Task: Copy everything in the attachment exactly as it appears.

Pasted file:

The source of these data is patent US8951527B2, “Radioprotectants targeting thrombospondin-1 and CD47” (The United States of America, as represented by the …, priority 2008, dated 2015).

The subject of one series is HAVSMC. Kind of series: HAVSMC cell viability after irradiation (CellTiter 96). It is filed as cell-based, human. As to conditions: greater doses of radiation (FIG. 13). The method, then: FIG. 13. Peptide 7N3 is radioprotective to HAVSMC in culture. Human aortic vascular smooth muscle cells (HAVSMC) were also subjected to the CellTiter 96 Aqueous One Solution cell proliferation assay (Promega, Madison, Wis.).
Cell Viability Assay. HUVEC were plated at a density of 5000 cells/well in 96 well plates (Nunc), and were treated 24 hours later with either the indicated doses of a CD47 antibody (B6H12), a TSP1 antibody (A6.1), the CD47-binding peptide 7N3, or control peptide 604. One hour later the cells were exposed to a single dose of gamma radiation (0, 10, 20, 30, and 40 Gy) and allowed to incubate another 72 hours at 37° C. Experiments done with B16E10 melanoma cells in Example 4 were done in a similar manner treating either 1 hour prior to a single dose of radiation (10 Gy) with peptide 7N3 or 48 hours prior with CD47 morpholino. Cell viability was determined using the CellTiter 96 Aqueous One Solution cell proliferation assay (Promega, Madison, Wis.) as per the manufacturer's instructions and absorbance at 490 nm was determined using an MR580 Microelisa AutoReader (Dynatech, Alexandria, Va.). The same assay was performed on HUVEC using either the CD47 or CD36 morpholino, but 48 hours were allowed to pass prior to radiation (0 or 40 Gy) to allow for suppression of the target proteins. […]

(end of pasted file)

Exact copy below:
The source of these data is patent US8951527B2, “Radioprotectants targeting thrombospondin-1 and CD47” (The United States of America, as represented by the …, priority 2008, dated 2015).

The subject of one series is HAVSMC. Kind of series: HAVSMC cell viability after irradiation (CellTiter 96). It is filed as cell-based, human. As to conditions: greater doses of radiation (FIG. 13). The method, then: FIG. 13. Peptide 7N3 is radioprotective to HAVSMC in culture. Human aortic vascular smooth muscle cells (HAVSMC) were also subjected to the CellTiter 96 Aqueous One Solution cell proliferation assay (Promega, Madison, Wis.).
Cell Viability Assay. HUVEC were plated at a density of 5000 cells/well in 96 well plates (Nunc), and were treated 24 hours later with either the indicated doses of a CD47 antibody (B6H12), a TSP1 antibody (A6.1), the CD47-binding peptide 7N3, or control peptide 604. One hour later the cells were exposed to a single dose of gamma radiation (0, 10, 20, 30, and 40 Gy) and allowed to incubate another 72 hours at 37° C. Experiments done with B16E10 melanoma cells in Example 4 were done in a similar manner treating either 1 hour prior to a single dose of radiation (10 Gy) with peptide 7N3 or 48 hours prior with CD47 morpholino. Cell viability was determined using the CellTiter 96 Aqueous One Solution cell proliferation assay (Promega, Madison, Wis.) as per the manufacturer's instructions and absorbance at 490 nm was determined using an MR580 Microelisa AutoReader (Dynatech, Alexandria, Va.). The same assay was performed on HUVEC using either the CD47 or CD36 morpholino, but 48 hours were allowed to pass prior to radiation (0 or 40 Gy) to allow for suppression of the target proteins. […]